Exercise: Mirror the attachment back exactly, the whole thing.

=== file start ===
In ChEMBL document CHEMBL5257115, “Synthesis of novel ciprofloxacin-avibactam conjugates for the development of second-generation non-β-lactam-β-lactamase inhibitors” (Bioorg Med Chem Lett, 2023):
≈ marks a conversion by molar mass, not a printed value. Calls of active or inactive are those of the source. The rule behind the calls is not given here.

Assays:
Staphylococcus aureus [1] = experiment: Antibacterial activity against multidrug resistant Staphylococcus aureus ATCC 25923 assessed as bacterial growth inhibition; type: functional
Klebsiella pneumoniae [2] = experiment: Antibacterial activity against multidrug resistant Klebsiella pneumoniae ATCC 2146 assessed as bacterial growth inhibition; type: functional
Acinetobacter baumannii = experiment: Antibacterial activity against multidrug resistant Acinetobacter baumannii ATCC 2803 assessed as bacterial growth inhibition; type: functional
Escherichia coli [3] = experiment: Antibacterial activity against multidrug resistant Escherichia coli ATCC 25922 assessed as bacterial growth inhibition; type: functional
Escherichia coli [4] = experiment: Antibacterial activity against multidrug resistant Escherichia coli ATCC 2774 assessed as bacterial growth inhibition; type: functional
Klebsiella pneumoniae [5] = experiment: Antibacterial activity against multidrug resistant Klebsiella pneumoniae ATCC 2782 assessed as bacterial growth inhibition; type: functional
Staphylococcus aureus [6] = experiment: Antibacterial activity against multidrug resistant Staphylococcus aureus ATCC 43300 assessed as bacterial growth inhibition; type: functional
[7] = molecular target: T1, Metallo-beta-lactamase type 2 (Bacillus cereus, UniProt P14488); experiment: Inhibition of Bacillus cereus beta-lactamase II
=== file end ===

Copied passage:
In ChEMBL document CHEMBL5257115, “Synthesis of novel ciprofloxacin-avibactam conjugates for the development of second-generation non-β-lactam-β-lactamase inhibitors” (Bioorg Med Chem Lett, 2023):
≈ marks a conversion by molar mass, not a printed value. Calls of active or inactive are those of the source. The rule behind the calls is not given here.

Assays:
Staphylococcus aureus [1] = experiment: Antibacterial activity against multidrug resistant Staphylococcus aureus ATCC 25923 assessed as bacterial growth inhibition; type: functional
Klebsiella pneumoniae [2] = experiment: Antibacterial activity against multidrug resistant Klebsiella pneumoniae ATCC 2146 assessed as bacterial growth inhibition; type: functional
Acinetobacter baumannii = experiment: Antibacterial activity against multidrug resistant Acinetobacter baumannii ATCC 2803 assessed as bacterial growth inhibition; type: functional
Escherichia coli [3] = experiment: Antibacterial activity against multidrug resistant Escherichia coli ATCC 25922 assessed as bacterial growth inhibition; type: functional
Escherichia coli [4] = experiment: Antibacterial activity against multidrug resistant Escherichia coli ATCC 2774 assessed as bacterial growth inhibition; type: functional
Klebsiella pneumoniae [5] = experiment: Antibacterial activity against multidrug resistant Klebsiella pneumoniae ATCC 2782 assessed as bacterial growth inhibition; type: functional
Staphylococcus aureus [6] = experiment: Antibacterial activity against multidrug resistant Staphylococcus aureus ATCC 43300 assessed as bacterial growth inhibition; type: functional
[7] = molecular target: T1, Metallo-beta-lactamase type 2 (Bacillus cereus, UniProt P14488); experiment: Inhibition of Bacillus cereus beta-lactamase II